The importance is that we'll be more competitively positioned than we have been in the past. It will remove some freight and duty from our current cost structure and position us to be more cost and lead-time competitive.
Even though these changes are being driven by the previously noted economic issues, Buy America is another potential benefit. Although our traditional business model has allowed us to comfortably comply with Buy America, obviously, these changes will further increase our U.S. percentage. This will increase the selection of components that we can apply to our vehicles and it will also position us solidly, if eventually there is any toughening of Buy America requirements.
Have you been able to expand the number of employees in Anniston as a result of these changes?
Yes, we've already started hiring a dozen welders here just recently, with the intention to hire further as we transition.
How has this shift in production to Anniston gone? Have there been any big surprises?
We had a plan with 1,224 specific action items assigned to specific individuals to accomplish this transfer — everything from converting Hungarian engineering to U.S. standard engineering to designing and building new fixtures — with efficiencies built in from our lessons learned from our earlier product startup in Plant-6, called the standard floor startup. We took all the lessons learned and incorporated them into this new fixture and model. So, yes there was a tremendous amount of activity that went on to ensure we built efficiencies into this new manufacturing shift in process.
How has it gone? It's gone well. Have we had some issues? Yes. Not unforeseen, we've had some minor issues, all of which have been resolved, and we're continuing production. We recently have started our seventh unit.
How will the shift of the manufacturing of the bus structures impact your operations in Budapest?
Our strategic plan was to offset the work share transfer loss in Hungary by developing a new bus for the Hungarian market called the Sirius. That bus is built on a MAN chassis with our BRT-design body attached. We've sold two of those buses, a suburban and a transit version. One of them has now gone through trials with customers in Hungary and was received very well within the local Hungarian market.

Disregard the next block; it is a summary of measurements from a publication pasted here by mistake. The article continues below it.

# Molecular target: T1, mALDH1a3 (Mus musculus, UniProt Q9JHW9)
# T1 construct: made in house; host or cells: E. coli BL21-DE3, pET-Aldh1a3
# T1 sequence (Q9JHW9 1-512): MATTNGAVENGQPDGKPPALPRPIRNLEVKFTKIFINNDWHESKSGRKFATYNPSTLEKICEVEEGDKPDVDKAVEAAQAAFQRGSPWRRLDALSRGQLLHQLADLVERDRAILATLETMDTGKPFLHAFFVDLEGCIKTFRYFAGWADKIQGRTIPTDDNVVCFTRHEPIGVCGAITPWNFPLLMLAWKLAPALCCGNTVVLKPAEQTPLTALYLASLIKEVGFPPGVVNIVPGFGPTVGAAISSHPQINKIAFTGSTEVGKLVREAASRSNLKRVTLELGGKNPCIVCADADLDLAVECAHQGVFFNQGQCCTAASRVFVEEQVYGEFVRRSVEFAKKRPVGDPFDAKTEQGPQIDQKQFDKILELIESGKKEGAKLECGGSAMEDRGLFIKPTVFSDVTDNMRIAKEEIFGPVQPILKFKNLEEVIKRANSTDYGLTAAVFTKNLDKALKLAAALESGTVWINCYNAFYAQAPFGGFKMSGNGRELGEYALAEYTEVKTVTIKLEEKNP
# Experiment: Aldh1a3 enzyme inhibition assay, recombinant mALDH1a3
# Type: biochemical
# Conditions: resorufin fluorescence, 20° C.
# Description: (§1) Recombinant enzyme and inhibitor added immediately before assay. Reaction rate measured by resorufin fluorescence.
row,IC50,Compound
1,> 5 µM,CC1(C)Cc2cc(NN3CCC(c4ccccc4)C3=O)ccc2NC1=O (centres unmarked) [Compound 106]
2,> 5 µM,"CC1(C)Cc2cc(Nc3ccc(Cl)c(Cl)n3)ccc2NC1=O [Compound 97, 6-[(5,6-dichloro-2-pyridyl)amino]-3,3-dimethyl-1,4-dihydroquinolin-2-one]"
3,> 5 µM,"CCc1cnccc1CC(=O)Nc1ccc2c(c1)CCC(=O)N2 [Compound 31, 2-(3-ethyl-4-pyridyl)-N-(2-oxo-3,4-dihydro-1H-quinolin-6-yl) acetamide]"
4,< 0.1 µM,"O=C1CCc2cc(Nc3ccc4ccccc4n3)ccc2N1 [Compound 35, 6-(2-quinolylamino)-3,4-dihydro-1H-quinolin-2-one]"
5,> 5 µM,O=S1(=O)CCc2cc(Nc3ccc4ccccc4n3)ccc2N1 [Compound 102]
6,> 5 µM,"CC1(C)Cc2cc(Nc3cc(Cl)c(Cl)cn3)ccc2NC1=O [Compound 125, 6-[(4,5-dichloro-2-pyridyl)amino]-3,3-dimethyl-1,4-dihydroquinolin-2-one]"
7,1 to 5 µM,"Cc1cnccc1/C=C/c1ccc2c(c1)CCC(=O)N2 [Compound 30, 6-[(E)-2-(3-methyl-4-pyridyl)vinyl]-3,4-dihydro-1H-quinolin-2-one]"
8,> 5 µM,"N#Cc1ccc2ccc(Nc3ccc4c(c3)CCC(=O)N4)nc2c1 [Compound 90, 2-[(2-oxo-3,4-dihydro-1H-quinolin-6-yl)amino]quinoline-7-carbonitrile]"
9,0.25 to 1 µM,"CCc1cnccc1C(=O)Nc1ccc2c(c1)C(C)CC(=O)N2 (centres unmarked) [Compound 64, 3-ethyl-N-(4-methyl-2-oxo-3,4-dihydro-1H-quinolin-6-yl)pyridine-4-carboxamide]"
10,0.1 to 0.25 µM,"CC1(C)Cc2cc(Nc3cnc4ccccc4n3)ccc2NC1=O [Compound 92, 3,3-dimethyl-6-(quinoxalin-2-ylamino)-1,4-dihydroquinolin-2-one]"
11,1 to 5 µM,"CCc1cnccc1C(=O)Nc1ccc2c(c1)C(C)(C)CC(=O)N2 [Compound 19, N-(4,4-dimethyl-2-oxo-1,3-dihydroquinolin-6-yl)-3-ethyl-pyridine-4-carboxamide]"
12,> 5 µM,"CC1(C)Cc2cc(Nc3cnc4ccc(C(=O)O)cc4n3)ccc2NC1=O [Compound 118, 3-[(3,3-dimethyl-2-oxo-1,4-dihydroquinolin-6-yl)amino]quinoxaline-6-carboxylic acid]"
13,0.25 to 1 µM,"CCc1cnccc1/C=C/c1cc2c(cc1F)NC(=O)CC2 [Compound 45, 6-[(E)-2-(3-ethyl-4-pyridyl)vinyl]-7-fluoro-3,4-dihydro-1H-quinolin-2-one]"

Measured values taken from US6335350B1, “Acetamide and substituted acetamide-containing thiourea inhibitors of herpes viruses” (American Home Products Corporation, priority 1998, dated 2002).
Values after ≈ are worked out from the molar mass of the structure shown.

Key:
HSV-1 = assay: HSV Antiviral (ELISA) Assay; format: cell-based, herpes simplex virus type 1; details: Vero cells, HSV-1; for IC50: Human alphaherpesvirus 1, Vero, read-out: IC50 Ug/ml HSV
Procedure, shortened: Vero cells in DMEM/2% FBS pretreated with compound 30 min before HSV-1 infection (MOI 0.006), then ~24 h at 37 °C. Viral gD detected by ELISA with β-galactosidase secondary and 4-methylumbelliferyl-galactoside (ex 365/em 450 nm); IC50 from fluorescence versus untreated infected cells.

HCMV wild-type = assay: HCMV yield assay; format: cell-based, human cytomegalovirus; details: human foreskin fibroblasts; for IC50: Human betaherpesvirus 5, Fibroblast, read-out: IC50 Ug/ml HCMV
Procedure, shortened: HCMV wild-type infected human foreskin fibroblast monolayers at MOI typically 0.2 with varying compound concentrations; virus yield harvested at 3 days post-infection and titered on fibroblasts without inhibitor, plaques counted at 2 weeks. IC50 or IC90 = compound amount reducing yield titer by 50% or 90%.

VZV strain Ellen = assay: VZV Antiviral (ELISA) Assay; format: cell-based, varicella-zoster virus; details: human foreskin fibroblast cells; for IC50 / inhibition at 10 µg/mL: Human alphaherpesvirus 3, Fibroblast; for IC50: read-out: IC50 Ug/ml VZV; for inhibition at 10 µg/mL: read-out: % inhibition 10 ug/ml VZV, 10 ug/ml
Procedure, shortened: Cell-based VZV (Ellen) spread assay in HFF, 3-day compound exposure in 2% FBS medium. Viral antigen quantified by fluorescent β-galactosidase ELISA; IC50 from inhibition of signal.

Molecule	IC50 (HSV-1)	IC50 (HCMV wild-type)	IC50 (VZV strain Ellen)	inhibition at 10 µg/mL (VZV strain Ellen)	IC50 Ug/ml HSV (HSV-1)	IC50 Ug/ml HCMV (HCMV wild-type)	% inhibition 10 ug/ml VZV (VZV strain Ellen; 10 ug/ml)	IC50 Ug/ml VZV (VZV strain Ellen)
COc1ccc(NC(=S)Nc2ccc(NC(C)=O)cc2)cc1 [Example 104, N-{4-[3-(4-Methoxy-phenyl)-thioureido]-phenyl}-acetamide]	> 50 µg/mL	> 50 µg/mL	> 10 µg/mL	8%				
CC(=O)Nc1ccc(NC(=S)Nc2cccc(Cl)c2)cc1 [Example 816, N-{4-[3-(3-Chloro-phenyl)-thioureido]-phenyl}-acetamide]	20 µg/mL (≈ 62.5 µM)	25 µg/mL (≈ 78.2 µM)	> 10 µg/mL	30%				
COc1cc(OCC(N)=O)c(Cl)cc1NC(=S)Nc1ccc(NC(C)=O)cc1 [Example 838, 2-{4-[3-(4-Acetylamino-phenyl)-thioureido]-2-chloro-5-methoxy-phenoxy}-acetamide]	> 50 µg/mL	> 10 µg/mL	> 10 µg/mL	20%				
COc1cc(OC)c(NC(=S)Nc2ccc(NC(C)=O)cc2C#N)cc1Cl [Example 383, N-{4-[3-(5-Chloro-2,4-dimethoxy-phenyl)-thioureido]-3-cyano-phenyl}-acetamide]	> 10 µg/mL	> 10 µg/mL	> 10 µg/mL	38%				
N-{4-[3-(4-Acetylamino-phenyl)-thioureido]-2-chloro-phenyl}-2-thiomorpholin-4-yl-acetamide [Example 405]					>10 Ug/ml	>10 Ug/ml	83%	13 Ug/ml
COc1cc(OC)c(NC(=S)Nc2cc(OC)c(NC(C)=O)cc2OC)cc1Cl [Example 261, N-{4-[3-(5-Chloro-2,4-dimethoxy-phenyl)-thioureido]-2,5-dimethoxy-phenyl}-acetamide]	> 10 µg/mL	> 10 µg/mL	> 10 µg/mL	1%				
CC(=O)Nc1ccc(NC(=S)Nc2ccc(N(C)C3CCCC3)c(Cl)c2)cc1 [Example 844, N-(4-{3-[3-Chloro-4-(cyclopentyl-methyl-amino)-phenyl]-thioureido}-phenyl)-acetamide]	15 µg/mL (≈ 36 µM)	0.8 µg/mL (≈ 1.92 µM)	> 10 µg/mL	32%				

Is that bus specifically for the Hungarian market? Any plans to expand throughout Europe?
The approach was to start with Hungary. Quite honestly, I am a big believer in not working on everything at once and taking steps, instead of trying to lay out extremely long term plans. We are trying to approach this from the perspective of once we get good and comfortable in the Hungarian market, then we'll assess the European market and make plans to expand. Right now, we don't have plans to expand outside of Hungary until we're comfortable.
I understand NABI is undertaking a restyle of the LFW low-floor bus product. What prompted this?
There has been renewed interest in aesthetics and styling, and we've tried to shift in that direction as well. So, we decided to restyle our low-floor product line to look more like our stylized BRT product. It in no way has the same amount of rake and styling, but it is more similar to the BRT than the old standard LFW.
Your BRT models seem to have been very popular in recent years. Do you foresee continued interest in BRT?
We have had some recent orders, and we see continued interest in that product line for various transit agencies that want to build BRT systems. I would say our bus is still ahead of the pack, in terms of its sleek styling and a more modern look.
What do you foresee as far as the evolution of the industry over the next few years?
It's hard to predict, but I think we'll see continued pressure on funding and operating budgets, especially. We continue to see customers having to optimize and refine their route structures and reduce their operating costs. We also see alternate propulsion continuing to be stronger, such as CNG, hybrid-electric, and even pure electric. We see the future probably being in that direction.